South Korea

   
 

Executive Summary

Administration faces growing headwinds
At the close of the one-year observation period in November 2019, President Moon Jae-in had reached the middle of his term, with his administration facing increasing headwinds. Many of its signature achievements, such as the increased minimum wage and a work week shortened to 52 hours, have come under growing criticism from large sectors of the population and from business interests. Measures seeking to curb rising real-estate prices in Seoul and address the country’s high private household debt levels have also been criticized as ineffectual.
Government lacks majority in parliament; political battles often personalized
The further implementation of Moon’s campaign pledges (“100 policy tasks”) remains a major challenge, particularly because the government has lacked a majority in parliament. In 2019, a seemingly low-profile effort to reform the prosecutor’s office turned into a major political struggle. President Moon used his presidential privilege to appoint law professor and former civil society activist Cho Kuk as justice minister despite the lack of approval from the parliament, with lawmakers expressing concerns regarding Cho’s and his family’s ethical conduct. Cho has long had a goal of reforming the prosecutor’s office, and of transferring the power to investigate corruption among high-level government officials from prosecutors to a planned new government agency. However, this political agenda became intertwined with investigations against him and his family, with massive street demonstrations taking place both for and against him. Ultimately he had to resign as justice minister in October 2019, after just two months in office. This controversial nomination helped expose a serious problem with regard to how high-level officials are groomed and recruited. It also illustrates a long-standing problem with political struggles in Korea, which tend to be highly personalized rather than focusing on political issues.
Legacy of dictatorial
past still present
While Korea is one of the few successful democracies in East Asia and has an active civil society, the legacy of the dictatorial past can still be felt. The National Security Law and related laws still limit freedom of expression, association and assembly. In general, the society remains organized in a hierarchical way that perpetuates the polarized power struggles between elite blocks, and makes it difficult to practice everyday democracy.
Growth rates high, economy competitive
Despite the challenges from a weakening global economy and increasing tensions in trade relations, Korea is still doing relatively well in cross-OECD comparison. Growth rates are above the OECD average. Korea is a major exporter with a strong current-account surplus, and is home to many highly competitive multinational corporations that produce a great variety of products that are competitive on the world market. However, this export dependency also leaves the country vulnerable to global market volatility and growing protectionist tendencies. President Moon has tried to address this problem by promising a transition from an export-led growth model to an income-led model.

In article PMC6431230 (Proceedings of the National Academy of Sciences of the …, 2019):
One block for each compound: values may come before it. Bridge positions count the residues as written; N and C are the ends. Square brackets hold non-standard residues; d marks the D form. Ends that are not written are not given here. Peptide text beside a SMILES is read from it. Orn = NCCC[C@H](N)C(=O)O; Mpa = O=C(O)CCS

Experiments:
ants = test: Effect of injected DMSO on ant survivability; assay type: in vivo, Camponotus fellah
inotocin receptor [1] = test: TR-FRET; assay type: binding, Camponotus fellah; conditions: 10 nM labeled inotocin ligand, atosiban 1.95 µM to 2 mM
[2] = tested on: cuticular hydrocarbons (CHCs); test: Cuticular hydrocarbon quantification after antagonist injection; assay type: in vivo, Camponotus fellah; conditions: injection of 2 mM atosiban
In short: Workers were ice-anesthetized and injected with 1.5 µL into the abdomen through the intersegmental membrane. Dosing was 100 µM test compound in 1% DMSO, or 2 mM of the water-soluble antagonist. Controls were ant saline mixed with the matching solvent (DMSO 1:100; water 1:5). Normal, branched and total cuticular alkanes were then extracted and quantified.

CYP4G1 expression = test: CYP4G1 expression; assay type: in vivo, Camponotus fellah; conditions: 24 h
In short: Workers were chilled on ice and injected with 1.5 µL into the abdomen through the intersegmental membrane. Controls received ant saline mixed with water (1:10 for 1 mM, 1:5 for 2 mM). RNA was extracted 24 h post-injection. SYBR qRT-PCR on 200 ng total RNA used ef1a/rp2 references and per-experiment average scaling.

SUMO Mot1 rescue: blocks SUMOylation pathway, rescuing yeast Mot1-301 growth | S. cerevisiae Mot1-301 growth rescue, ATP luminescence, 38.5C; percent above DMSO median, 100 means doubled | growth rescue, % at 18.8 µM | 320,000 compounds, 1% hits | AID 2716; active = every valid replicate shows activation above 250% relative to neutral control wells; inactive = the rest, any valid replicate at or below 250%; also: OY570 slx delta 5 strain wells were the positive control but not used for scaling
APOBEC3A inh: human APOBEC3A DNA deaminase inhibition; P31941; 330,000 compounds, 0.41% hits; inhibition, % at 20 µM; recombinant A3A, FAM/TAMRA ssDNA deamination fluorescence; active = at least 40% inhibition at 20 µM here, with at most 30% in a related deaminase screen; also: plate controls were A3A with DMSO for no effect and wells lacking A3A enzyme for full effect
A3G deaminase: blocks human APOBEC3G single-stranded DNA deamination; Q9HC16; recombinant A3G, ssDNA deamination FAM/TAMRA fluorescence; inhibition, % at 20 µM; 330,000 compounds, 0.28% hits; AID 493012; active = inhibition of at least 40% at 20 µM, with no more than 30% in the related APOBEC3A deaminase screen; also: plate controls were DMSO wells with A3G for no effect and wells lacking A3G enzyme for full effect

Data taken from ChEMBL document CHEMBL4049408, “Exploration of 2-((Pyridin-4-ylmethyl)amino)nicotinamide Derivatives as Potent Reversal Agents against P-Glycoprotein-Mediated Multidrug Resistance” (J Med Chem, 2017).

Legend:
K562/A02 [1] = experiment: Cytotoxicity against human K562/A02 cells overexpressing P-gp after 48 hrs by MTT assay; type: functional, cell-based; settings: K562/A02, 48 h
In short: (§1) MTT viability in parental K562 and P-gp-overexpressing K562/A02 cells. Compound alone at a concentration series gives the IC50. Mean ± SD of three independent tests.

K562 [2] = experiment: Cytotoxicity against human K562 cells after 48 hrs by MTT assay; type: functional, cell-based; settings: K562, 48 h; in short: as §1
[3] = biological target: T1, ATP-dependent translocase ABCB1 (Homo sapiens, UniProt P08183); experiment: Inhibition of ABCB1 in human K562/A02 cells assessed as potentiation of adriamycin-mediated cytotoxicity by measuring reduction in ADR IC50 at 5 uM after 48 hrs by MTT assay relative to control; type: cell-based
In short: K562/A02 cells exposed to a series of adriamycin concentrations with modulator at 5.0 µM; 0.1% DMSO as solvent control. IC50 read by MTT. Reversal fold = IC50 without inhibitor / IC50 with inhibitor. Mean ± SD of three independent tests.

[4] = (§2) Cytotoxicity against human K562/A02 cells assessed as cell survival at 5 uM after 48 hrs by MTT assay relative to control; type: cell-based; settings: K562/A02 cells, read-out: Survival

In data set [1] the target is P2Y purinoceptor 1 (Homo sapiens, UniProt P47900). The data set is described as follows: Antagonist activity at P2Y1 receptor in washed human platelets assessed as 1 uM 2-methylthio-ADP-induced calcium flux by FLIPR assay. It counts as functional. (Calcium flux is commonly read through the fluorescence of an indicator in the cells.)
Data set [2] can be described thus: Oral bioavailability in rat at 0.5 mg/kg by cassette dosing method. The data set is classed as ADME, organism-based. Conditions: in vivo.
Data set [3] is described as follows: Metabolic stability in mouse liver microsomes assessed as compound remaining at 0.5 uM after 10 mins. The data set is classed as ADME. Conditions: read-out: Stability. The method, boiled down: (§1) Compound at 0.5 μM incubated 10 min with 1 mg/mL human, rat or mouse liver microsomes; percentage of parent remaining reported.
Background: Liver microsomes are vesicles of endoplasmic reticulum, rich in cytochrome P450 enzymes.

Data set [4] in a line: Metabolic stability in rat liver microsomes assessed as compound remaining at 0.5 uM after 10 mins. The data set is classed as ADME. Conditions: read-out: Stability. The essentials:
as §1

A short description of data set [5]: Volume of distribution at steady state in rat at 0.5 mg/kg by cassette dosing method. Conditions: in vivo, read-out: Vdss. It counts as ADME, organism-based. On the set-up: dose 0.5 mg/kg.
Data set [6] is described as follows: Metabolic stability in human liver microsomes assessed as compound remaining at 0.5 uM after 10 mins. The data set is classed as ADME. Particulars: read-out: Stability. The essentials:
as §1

Initial social-policy
focus waning
While he initially implemented bold measures increasing the minimum wage, expanding public employment and improving the social-welfare system, the administration has over time proved more receptive to business-sector lobbying, and has backtracked from some of its original promises. While the overall unemployment rate remains low, the labor-market participation rate remains below the OECD average. Youth unemployment, precarious working conditions, exploding housing prices and old-age poverty are among the country’s most serious social issues. Social welfare and environmental sustainability remain problematic policy areas in which Korea still needs to catch up with OECD standards. Particularly with regard to the transition to a carbon-neutral economy, Korea is falling ever further behind the leaders in this field.
Some progress in
North Korea relations
With regard to international relations, President Moon has been focusing on improving relations with North Korea. This has to some extent been successful, as tensions are today much lower than under previous governments. However, tangible improvements in political and economic relations remain very limited, as neither a peace treaty nor a normalization treaty between the North and South has materialized. It seems that President Moon’s focus on summits with the North Korean leader has achieved diminishing returns, particularly as North Korea has shifted its attention to direct meetings with U.S. President Donald Trump. Beyond the North Korea question, South Korea’s international engagement remains underdeveloped, for example with regard to important issues such as climate change, poverty in the global South, and a fairer global economic and financial system.
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